Main class  (& Main class order)

Main classes represent the highest-level divisions of a classification system. In Dewey Decimal Classification (DDC), for example, the 10 main classes are indicated by the Arabic numerals 0-9 in the first digit of the notation:


000 - Generalities

100 - Philosophy, parapsychology and occultism, psychology

200 - Religion

300 - Social sciences

400 - Language

500 - Natural sciences and mathematics

600 - Technology (applied sciences)

700 - Arts (fine and decorative arts)

800 - Literature (belles-lettres) and rhetoric

900 - Geography, history, and auxiliary disciplines



In most library systems main classes represents scientific and scholarly disciplines, while in scientific classifications they represent objects (e.g. living objects and non-living objects), cf.  aspect classification and phenomenon class.



How are the order of the main classes determined? One answer is given by Mills & Ball:


"Bliss Bibliographic Classification (BC2) is an internationally accepted detailed general classification which is based on clear and comprehensive principles for both its overall structure (main-class order) and the internal structure of each and every class. The former is based on the theory of integrative levels first advanced by Comte. The second is based on the revolutionary theory of facetted classification developed by Ranganathan and elaborated by the CRG - (British) Classification Research Group" .  (Mills & Ball, 2007, back cover).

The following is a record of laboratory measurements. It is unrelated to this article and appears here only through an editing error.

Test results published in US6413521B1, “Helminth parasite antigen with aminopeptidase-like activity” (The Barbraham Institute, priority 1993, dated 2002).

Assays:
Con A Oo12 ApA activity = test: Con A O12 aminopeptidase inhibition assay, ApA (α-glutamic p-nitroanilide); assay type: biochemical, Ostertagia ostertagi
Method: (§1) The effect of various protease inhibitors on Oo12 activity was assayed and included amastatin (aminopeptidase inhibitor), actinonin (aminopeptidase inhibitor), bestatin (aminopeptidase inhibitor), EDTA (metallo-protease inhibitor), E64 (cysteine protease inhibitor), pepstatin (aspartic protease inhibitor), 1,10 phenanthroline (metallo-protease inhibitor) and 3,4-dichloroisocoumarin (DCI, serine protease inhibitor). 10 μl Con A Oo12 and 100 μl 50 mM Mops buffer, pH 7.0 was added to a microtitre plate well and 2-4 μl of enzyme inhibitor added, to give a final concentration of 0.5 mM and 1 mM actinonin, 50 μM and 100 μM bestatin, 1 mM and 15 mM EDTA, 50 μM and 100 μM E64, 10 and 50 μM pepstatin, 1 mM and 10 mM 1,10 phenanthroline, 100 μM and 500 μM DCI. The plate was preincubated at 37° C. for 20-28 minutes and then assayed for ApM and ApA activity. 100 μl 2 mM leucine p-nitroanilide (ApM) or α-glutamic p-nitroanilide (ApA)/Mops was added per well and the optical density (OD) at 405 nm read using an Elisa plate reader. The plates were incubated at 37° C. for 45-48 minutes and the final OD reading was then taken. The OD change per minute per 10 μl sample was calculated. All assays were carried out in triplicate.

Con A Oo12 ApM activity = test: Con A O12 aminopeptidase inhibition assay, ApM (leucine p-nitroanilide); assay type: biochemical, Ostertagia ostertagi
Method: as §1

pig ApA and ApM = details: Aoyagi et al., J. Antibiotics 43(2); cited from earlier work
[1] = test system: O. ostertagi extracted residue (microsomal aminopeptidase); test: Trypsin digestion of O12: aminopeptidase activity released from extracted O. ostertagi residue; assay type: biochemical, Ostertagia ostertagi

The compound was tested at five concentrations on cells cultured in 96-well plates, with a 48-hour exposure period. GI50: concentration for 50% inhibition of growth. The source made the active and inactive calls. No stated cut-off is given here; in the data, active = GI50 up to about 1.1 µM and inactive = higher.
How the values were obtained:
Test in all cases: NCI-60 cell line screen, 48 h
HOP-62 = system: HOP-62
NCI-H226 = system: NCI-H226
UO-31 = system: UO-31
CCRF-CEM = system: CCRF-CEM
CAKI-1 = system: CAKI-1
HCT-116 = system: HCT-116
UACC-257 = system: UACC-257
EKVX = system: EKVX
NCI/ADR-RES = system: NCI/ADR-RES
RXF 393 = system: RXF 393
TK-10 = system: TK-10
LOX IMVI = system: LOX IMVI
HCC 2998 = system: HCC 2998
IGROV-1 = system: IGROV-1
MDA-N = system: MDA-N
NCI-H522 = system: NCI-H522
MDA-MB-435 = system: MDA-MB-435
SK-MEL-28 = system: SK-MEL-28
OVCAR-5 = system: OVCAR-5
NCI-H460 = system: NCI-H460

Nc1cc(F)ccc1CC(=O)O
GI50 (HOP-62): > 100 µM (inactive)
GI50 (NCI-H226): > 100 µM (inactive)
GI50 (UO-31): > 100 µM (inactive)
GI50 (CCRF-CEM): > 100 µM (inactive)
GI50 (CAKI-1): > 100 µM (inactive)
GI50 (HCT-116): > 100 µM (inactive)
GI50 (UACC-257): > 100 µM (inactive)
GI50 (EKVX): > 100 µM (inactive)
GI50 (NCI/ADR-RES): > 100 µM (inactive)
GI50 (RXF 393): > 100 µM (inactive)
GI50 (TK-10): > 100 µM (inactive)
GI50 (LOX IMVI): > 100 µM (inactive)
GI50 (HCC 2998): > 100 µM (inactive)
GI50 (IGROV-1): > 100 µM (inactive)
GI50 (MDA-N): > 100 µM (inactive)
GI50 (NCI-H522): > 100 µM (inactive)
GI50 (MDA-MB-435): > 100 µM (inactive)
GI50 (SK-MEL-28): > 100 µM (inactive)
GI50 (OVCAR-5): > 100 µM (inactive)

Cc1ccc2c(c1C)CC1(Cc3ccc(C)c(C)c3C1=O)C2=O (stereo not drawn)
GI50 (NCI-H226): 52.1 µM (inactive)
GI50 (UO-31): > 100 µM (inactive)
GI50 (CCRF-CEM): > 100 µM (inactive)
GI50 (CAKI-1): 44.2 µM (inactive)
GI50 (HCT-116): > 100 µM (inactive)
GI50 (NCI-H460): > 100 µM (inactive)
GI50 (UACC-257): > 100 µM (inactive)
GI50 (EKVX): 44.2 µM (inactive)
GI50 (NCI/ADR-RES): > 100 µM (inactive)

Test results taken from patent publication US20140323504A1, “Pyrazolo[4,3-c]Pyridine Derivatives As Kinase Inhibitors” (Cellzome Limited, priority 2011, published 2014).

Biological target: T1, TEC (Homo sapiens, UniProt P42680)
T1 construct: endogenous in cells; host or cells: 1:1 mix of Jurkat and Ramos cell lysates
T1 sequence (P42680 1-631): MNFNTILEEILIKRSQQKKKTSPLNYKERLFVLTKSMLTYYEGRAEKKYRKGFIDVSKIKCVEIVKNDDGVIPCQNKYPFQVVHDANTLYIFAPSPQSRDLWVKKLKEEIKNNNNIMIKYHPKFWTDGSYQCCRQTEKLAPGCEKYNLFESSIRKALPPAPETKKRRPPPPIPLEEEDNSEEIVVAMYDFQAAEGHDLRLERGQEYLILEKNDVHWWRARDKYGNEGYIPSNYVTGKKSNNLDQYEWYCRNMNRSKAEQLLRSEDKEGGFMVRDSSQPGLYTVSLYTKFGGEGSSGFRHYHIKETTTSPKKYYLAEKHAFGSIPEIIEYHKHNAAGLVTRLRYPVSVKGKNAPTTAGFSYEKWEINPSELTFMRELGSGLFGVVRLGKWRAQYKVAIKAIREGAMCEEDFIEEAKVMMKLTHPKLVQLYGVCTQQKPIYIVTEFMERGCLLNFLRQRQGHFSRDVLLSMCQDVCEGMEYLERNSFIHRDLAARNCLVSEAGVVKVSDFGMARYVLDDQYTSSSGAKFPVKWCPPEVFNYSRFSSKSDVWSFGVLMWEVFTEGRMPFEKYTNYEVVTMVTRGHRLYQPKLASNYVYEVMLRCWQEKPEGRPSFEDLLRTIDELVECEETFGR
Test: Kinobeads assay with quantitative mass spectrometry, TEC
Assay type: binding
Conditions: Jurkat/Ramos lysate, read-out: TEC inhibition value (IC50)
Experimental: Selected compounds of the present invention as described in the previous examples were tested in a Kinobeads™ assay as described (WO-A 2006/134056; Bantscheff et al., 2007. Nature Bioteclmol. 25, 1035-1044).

Other systems may be based on other principles for ordering main-classes, but mostly they are not based on any explicit principle. 


In thesauri, the corresponding concept is top term (tt), which symbolizes the highest hierarchical level in the thesaurus (whether generic or partitive relation). Example: Zealand. Broader term partitive: Denmark. TT: Geographical areas.


In classification and taxonomy theory are the ultimate classes termed categories.





Mills, J. & Ball, C. (2007). Bliss Bibliographic Classification. Class W. The Arts. München: K. G. Sauer Verlag.


Se also: Category (Epistemological lifeboat);  Generic relation; Hierarchy;




Birger Hjørland

Last edited: 19-01-2007